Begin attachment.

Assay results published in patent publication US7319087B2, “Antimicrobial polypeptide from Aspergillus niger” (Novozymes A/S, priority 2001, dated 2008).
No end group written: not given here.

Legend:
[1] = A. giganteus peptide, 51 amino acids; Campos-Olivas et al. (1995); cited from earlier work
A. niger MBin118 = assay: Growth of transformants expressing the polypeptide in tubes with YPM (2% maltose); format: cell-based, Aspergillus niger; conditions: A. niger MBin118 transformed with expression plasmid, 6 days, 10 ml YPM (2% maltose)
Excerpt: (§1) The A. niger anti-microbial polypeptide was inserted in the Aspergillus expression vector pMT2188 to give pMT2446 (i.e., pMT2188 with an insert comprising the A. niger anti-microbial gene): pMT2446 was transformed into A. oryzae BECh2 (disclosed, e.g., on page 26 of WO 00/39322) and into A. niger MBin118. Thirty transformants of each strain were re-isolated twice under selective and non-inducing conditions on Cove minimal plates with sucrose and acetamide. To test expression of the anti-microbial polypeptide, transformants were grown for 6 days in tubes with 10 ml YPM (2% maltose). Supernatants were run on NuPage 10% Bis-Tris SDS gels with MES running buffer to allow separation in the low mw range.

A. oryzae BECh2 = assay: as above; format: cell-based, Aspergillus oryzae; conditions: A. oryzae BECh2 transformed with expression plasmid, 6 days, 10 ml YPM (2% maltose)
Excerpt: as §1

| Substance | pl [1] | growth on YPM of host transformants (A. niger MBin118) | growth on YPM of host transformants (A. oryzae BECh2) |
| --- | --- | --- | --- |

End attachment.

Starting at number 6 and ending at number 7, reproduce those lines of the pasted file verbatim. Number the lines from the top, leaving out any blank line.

Excerpt: (§1) The A. niger anti-microbial polypeptide was inserted in the Aspergillus expression vector pMT2188 to give pMT2446 (i.e., pMT2188 with an insert comprising the A. niger anti-microbial gene): pMT2446 was transformed into A. oryzae BECh2 (disclosed, e.g., on page 26 of WO 00/39322) and into A. niger MBin118. Thirty transformants of each strain were re-isolated twice under selective and non-inducing conditions on Cove minimal plates with sucrose and acetamide. To test expression of the anti-microbial polypeptide, transformants were grown for 6 days in tubes with 10 ml YPM (2% maltose). Supernatants were run on NuPage 10% Bis-Tris SDS gels with MES running buffer to allow separation in the low mw range.

A. oryzae BECh2 = assay: as above; format: cell-based, Aspergillus oryzae; conditions: A. oryzae BECh2 transformed with expression plasmid, 6 days, 10 ml YPM (2% maltose)